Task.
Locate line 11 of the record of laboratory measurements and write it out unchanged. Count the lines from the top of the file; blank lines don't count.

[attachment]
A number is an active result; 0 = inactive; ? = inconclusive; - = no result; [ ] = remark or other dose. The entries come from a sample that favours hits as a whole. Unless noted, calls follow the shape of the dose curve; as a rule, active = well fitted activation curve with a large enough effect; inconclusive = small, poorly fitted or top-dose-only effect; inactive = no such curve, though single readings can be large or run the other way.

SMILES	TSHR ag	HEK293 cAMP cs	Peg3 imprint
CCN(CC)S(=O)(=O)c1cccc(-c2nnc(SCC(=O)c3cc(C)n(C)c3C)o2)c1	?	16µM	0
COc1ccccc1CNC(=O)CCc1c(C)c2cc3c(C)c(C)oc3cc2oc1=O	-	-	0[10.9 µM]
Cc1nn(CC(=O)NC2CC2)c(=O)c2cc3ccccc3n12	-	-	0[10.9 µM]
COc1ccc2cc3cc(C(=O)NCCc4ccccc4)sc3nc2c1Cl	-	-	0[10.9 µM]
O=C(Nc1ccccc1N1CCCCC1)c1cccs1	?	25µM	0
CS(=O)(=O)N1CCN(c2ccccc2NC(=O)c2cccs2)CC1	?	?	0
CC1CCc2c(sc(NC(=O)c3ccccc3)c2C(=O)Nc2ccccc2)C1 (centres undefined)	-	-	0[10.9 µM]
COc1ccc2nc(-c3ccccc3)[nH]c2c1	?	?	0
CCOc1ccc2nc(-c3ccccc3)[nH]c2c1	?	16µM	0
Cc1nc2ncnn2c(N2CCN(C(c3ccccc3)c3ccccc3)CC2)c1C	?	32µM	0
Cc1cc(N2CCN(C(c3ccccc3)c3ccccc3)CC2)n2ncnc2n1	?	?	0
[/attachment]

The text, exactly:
CCOc1ccc2nc(-c3ccccc3)[nH]c2c1	?	16µM	0